The Great Lakes-St Lawrence region plays a pivotal role in the economies of Canada and the United States. It was responsible for US$5.8 trillion in economic activity in 2014 alone. If the Great Lakes-St Lawrence region were considered as a single country, it would rank as the third largest global economy, just behind the US and China.
Containing 85 percent of North America’s freshwater, residents of the region depend on the lakes as a critical resource for their physical health and economic productivity. The Great Lakes support a $12.9 billion dollar tourism industry, and serve as a fishery valued at more than $7 billion a year. The lakes also serve as the primary source of drinking water for more than 40 million people and hold significant intrinsic value as a recreational destination for people around the world.
One of the greatest drivers for the continued growth of the Great Lakes economy has been an emphasis on their environmental cleanup and restoration. Over the years, the lakes have and continue to face many environmental difficulties such as the threat of new invasive species, like Asian carp; continued pollution from toxic waste; the loss of wetlands and other native habitat; and the growth of harmful algal blooms (HABs) from increased nutrient runoff.
Key programs such as the Great Lakes Restoration Initiative (GLRI) in the US have provided critical new investments to the lakes, both environmentally and economically. GLRI has been essential in helping to clean up toxic Areas of Concern (AOC) in the US, preventing the introduction of new invasive species, restoring critical habitat and wetlands, and providing new conservation programs to help curtail the growth of HABs.
In its draft first Triennial Assessment of Progress released in January, the IJC notes that roughly one-third of the annual $300 million US Great Lakes Restoration Initiative funding has been directed toward AOC cleanup. Three US AOCs have been delisted in this work cycle, for a total of four delisted US AOCs.
Through the restoration of hundreds of thousands of acres of fish and wildlife habitat and implementation of new conservation programs on farm lands, Great Lakes residents have seen tremendous financial benefits from these concentrated efforts, including more than 1.5 million jobs and $60 billion in wages each year. Directing more than $2 billion in federal funding to the region since 2010, the GLRI has helped improve the quality of life for residents who live in the basin, while also growing the economy by cleaning up pollutants and toxins that have been left untouched for decades from a heavy manufacturing and industry base that has been present in the region for more than 100 years.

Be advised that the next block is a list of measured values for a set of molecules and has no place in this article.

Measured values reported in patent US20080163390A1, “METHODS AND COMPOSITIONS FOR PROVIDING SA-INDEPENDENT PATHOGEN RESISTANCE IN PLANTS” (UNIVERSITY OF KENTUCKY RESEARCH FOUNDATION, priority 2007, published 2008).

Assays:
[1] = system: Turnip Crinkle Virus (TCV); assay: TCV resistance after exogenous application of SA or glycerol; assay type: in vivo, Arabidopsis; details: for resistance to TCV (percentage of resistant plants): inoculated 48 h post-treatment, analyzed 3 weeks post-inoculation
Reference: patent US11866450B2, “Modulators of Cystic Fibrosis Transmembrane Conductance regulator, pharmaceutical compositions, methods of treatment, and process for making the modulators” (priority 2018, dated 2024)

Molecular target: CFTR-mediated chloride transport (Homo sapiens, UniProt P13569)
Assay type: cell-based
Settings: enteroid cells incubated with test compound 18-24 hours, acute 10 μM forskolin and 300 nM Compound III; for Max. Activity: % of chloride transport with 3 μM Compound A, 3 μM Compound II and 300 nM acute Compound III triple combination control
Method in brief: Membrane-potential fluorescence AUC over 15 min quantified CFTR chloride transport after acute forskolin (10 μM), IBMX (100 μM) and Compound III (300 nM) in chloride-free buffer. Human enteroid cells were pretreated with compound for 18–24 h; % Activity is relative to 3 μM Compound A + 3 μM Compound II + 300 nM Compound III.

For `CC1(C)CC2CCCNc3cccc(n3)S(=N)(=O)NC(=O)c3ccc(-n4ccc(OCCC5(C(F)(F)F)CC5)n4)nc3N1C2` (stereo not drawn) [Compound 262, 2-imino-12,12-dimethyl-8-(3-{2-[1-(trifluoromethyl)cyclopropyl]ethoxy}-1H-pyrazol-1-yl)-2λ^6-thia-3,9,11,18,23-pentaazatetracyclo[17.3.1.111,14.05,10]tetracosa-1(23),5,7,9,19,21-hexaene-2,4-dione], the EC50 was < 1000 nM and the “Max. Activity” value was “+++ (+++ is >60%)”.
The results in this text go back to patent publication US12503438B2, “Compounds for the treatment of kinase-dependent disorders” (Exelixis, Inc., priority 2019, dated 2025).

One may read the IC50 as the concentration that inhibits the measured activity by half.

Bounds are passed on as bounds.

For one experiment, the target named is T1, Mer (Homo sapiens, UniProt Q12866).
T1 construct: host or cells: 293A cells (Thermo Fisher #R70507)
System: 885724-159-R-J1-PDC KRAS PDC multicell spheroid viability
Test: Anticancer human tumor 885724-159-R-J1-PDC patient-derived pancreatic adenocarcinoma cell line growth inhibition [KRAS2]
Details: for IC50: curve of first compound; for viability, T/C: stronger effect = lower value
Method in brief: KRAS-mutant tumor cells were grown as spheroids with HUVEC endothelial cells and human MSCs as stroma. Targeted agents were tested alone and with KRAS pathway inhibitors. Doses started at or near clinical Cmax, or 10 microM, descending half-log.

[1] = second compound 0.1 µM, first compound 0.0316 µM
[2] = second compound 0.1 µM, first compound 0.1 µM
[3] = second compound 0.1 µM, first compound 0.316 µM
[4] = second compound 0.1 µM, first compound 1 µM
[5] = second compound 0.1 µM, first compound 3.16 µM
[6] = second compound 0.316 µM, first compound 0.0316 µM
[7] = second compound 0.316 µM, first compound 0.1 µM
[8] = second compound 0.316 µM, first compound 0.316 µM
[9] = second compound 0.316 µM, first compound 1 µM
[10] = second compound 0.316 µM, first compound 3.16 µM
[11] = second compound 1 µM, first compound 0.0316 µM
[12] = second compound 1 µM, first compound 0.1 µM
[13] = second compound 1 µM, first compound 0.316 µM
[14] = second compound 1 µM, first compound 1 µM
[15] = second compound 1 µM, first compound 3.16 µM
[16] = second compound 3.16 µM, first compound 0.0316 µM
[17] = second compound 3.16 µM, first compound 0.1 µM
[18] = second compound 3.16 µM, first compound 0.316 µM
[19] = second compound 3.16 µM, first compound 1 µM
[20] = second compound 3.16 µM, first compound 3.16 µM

Canada has also devoted significant resources to Great Lakes restoration efforts. Through actions such as an annual allocation of CDN$8 million a year to restore Great Lakes AOCs, a five-year investment of $43.8 million to combat aquatic invasive species through 2021, $54.8 million to address nonpoint source pollution to the Great Lakes stemming from the agriculture sector since 2013, and $6.5 million to improve fish and wildlife habitat through the National Wetland Conservation Fund (NWCF), the Canadian government has focused its cleanup efforts to improve the health of the Great Lakes, while also strengthening their economy.
The US Congress took an important step at the end of 2016 to keep the region moving forward by reauthorizing the GLRI at US$300 million a year over the next five years. However, the Trump administration has since proposed to fully eliminate GLRI in Fiscal Year 2018. While Congress provided the full $300 million in an omnibus bill that funds the federal government through Sept. 30, the upcoming 2018 budget cycle will be essential to preserving federal support to clean up the Great Lakes, as Canada and the US agreed to under the Great Lakes Water Quality Agreement.
Additionally, another threat to Great Lakes restoration efforts are the administration’s proposed 2018 cuts to key federal departments and agencies’ base budgets, like a 31 percent reduction to the Environmental Protection Agency (EPA) and a 12 percent cut to the Interior Department. If approved by Congress, these cuts would impact the GLRI, as GLRI funds are meant to supplement federal agencies’ budgets to tackle the large environmental problems facing the lakes.